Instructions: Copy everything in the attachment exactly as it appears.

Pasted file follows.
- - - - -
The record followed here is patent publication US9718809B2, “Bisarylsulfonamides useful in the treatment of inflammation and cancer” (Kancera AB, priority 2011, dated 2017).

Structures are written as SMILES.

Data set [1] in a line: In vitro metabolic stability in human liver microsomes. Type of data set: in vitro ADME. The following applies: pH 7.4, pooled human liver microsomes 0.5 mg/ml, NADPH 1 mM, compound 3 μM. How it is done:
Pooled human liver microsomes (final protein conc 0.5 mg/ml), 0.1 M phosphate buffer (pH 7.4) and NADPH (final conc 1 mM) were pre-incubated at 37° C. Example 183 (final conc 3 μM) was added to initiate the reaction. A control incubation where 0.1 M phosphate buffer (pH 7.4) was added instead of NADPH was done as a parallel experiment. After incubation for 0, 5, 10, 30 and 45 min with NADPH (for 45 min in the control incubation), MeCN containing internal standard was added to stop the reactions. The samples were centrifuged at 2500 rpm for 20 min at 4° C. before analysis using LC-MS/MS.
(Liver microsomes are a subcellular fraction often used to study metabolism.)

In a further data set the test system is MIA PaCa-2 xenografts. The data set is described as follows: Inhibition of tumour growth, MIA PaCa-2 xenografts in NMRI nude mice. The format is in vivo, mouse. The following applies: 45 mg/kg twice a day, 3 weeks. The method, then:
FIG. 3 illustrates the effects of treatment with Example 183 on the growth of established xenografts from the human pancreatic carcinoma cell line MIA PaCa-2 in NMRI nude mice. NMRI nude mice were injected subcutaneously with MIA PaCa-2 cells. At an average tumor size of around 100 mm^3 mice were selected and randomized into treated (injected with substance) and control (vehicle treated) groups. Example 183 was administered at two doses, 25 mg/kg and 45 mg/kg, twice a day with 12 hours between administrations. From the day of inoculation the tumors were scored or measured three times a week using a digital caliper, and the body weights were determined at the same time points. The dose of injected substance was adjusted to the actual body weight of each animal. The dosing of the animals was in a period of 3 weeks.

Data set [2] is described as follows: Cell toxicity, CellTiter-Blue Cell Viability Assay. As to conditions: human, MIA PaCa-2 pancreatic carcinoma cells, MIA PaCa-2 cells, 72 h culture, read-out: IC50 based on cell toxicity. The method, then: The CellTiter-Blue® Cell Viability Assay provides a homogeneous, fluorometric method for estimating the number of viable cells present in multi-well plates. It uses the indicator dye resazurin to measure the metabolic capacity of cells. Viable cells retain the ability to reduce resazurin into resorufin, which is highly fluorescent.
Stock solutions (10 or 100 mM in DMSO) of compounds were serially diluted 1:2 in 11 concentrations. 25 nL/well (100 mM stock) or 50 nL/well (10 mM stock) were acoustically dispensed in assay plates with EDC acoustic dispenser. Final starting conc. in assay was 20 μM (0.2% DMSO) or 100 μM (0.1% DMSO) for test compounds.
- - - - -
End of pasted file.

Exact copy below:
The record followed here is patent publication US9718809B2, “Bisarylsulfonamides useful in the treatment of inflammation and cancer” (Kancera AB, priority 2011, dated 2017).

Structures are written as SMILES.

Data set [1] in a line: In vitro metabolic stability in human liver microsomes. Type of data set: in vitro ADME. The following applies: pH 7.4, pooled human liver microsomes 0.5 mg/ml, NADPH 1 mM, compound 3 μM. How it is done:
Pooled human liver microsomes (final protein conc 0.5 mg/ml), 0.1 M phosphate buffer (pH 7.4) and NADPH (final conc 1 mM) were pre-incubated at 37° C. Example 183 (final conc 3 μM) was added to initiate the reaction. A control incubation where 0.1 M phosphate buffer (pH 7.4) was added instead of NADPH was done as a parallel experiment. After incubation for 0, 5, 10, 30 and 45 min with NADPH (for 45 min in the control incubation), MeCN containing internal standard was added to stop the reactions. The samples were centrifuged at 2500 rpm for 20 min at 4° C. before analysis using LC-MS/MS.
(Liver microsomes are a subcellular fraction often used to study metabolism.)

In a further data set the test system is MIA PaCa-2 xenografts. The data set is described as follows: Inhibition of tumour growth, MIA PaCa-2 xenografts in NMRI nude mice. The format is in vivo, mouse. The following applies: 45 mg/kg twice a day, 3 weeks. The method, then:
FIG. 3 illustrates the effects of treatment with Example 183 on the growth of established xenografts from the human pancreatic carcinoma cell line MIA PaCa-2 in NMRI nude mice. NMRI nude mice were injected subcutaneously with MIA PaCa-2 cells. At an average tumor size of around 100 mm^3 mice were selected and randomized into treated (injected with substance) and control (vehicle treated) groups. Example 183 was administered at two doses, 25 mg/kg and 45 mg/kg, twice a day with 12 hours between administrations. From the day of inoculation the tumors were scored or measured three times a week using a digital caliper, and the body weights were determined at the same time points. The dose of injected substance was adjusted to the actual body weight of each animal. The dosing of the animals was in a period of 3 weeks.

Data set [2] is described as follows: Cell toxicity, CellTiter-Blue Cell Viability Assay. As to conditions: human, MIA PaCa-2 pancreatic carcinoma cells, MIA PaCa-2 cells, 72 h culture, read-out: IC50 based on cell toxicity. The method, then: The CellTiter-Blue® Cell Viability Assay provides a homogeneous, fluorometric method for estimating the number of viable cells present in multi-well plates. It uses the indicator dye resazurin to measure the metabolic capacity of cells. Viable cells retain the ability to reduce resazurin into resorufin, which is highly fluorescent.
Stock solutions (10 or 100 mM in DMSO) of compounds were serially diluted 1:2 in 11 concentrations. 25 nL/well (100 mM stock) or 50 nL/well (10 mM stock) were acoustically dispensed in assay plates with EDC acoustic dispenser. Final starting conc. in assay was 20 μM (0.2% DMSO) or 100 μM (0.1% DMSO) for test compounds.